Jim Barclay has a number of bucket list wishes before terminal brain cancer claims him.
One of them is seeing new changing rooms for the Riccarton Knights Rugby League Club.
Mr Barclay (above) has been president of the club for 15 years and has been a key part of the fundraising.
Money has often been the biggest obstacle but now, time is his worst enemy.
Mr Barclay, 59, was diagnosed with a terminal brain tumour last September and was only given 12 to 18 months to live.
“It’s a vision I had 30-odd years ago, I thought, we’ve got two fields, why have we only
got two changing rooms?” he said.
It meant that if four teams played on a game day, they had to share the two changing rooms between them.
The club is trying to raise $30,000 needed to secure a loan for new changing rooms, which he hoped to open next year. The project was estimated to cost $245,000.
“I’m in a bit of a hurry to see projects finished,” Mr Barclay said.
Seeing the new changing rooms would make everything “worthwhile,” he said.
He joined the Knights when he was 28, after switching codes from rugby union and kept on playing until last year, aged of 58. Over the years, Mr Barclay played in the seniors, the reserves and finally the president’s division, for over 35s.
“I wanted a fresh challenge, I played for Burnside [rugby union] and wanted to try something new.”
Playing rugby league was a “mission”, Mr Barclay admitted. He played as a hooker, prop or “where ever” he was required.
“I quickly learned about fitness, but you know it was something I believed in so I just kept plugging away.
“I finished at the start of the season. It was all the aches and pains. I had to accept that I was getting old and that I’ve had my time,” he said.
When Mr Barclay first joined the club, there were no junior teams and took it upon himself to form one.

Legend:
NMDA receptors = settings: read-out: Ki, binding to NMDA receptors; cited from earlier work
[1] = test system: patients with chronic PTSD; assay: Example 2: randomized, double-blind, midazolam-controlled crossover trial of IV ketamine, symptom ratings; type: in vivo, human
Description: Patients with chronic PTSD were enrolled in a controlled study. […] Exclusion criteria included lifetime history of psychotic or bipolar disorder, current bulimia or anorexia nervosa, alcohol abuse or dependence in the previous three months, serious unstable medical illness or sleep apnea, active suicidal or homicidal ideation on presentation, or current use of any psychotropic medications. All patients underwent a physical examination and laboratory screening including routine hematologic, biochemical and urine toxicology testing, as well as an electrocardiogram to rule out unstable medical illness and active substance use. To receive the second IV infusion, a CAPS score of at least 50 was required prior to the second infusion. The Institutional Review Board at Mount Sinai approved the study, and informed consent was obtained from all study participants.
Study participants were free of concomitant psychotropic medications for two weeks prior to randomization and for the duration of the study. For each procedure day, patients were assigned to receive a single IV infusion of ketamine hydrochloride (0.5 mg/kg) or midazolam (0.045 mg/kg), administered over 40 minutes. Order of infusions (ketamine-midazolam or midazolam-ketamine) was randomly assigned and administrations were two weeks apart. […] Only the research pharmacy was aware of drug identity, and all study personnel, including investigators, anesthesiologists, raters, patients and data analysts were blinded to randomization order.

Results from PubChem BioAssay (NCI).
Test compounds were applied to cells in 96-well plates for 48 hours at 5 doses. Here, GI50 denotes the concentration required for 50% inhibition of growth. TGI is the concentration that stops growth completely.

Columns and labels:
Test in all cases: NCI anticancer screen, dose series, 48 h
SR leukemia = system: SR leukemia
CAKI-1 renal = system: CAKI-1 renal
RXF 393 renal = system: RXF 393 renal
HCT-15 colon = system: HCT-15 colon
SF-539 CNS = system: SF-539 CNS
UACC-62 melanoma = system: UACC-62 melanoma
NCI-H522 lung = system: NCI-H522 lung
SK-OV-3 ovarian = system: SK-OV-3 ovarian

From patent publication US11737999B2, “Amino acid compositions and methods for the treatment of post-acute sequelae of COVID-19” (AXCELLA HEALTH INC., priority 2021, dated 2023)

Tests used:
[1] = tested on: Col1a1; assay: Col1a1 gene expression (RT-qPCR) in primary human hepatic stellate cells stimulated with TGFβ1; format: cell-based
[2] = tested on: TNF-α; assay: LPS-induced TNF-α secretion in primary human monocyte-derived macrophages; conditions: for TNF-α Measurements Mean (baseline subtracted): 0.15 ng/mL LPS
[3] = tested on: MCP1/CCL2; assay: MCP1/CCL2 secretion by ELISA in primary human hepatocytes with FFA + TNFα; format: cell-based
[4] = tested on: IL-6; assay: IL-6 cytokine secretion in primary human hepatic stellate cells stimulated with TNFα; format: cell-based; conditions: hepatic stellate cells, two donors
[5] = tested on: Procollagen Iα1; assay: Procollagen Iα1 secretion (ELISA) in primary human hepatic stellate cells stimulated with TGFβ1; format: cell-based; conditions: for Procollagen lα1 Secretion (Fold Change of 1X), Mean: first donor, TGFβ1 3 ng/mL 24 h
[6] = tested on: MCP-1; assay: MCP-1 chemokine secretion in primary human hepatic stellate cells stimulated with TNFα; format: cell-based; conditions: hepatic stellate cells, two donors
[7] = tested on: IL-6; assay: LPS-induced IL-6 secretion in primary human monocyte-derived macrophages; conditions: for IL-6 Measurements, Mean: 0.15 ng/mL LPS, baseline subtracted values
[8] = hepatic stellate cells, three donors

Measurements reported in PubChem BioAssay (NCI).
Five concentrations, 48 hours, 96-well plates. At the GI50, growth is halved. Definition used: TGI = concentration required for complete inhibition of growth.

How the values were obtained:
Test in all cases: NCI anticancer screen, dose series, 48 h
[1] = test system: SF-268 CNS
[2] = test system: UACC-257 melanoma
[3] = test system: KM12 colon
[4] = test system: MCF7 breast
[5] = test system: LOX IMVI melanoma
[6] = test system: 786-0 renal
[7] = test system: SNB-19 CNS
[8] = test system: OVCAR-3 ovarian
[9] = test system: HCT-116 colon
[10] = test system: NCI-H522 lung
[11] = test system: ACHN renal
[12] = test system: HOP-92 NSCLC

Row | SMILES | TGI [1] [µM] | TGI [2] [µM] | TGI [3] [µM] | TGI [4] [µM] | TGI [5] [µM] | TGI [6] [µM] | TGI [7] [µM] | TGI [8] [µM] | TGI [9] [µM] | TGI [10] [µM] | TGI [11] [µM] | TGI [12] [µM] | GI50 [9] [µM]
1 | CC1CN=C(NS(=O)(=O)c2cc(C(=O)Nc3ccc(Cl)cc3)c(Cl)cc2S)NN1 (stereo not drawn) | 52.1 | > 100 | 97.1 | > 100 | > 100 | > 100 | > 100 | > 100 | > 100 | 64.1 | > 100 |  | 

The juniors proved successful, paving the way for young players, including Manly Sea Eagles second-rower Lewis Brown, who is set to return to the city for their game against the Warriors this week.
“He came to us as an eight or nine-year-old. He played for us until he was a young teen and then he went to Australia.
“He was a player that had the right attitude. He would always do the training, he wasn’t always out chasing girls,’’ Mr Barclay said.
But the club wasn’t all about rugby league, he said. It had softball and touch teams that were just as important to the Knights, keeping activity alive throughout the year.
Riccarton Knights treasurer Peter Carey said the club wouldn’t be in a position to
build new changing rooms without Mr Barclay’s stable leadership.
“We are probably one of the few clubs that has a fairly healthy bank balance at the moment,” Mr Carey said.
He lauded Mr Barclay’s integrity, which helped the club become stable.
“We had a president who helped himself to the club funds to go gambling and Jim helped track him down
and had him exited from the club pretty quickly,” Mr Carey said.
As for Mr Barclay himself, it has become a waiting game.
He remains hopeful to finish his list, including visiting Melbourne for tomorrow’s State of Origin opener and a trip to Fiji in October.